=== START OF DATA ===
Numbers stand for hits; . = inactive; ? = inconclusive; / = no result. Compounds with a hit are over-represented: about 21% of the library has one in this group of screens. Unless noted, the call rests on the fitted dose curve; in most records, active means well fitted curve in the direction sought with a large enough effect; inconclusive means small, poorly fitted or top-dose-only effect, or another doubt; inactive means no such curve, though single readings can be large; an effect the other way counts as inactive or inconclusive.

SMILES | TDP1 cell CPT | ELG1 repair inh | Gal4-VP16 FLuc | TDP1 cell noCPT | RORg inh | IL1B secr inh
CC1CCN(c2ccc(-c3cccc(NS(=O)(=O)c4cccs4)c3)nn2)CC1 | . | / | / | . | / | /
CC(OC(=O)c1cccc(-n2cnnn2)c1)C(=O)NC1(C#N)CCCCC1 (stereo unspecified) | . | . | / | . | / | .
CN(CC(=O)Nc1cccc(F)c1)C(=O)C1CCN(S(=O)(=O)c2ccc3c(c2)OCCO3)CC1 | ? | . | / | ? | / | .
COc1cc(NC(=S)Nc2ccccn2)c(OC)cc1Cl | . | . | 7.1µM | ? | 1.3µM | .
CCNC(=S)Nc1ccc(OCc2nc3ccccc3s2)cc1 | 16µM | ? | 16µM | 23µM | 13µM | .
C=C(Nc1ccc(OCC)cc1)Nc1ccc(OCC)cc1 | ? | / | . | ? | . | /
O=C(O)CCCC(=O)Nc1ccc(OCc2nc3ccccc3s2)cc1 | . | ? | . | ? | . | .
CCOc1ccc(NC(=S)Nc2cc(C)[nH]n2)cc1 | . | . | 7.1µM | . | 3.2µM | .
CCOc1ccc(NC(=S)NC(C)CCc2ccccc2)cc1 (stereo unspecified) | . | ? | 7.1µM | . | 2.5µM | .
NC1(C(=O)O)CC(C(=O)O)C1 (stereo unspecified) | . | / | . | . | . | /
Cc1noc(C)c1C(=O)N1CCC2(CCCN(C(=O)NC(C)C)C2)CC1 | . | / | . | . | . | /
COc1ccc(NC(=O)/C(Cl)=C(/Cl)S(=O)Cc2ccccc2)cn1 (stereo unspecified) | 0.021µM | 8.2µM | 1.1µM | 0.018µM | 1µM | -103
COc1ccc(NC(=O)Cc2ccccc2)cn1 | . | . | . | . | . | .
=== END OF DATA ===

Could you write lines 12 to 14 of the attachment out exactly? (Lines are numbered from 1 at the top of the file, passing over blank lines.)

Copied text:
NC1(C(=O)O)CC(C(=O)O)C1 (stereo unspecified) | . | / | . | . | . | /
Cc1noc(C)c1C(=O)N1CCC2(CCCN(C(=O)NC(C)C)C2)CC1 | . | / | . | . | . | /
COc1ccc(NC(=O)/C(Cl)=C(/Cl)S(=O)Cc2ccccc2)cn1 (stereo unspecified) | 0.021µM | 8.2µM | 1.1µM | 0.018µM | 1µM | -103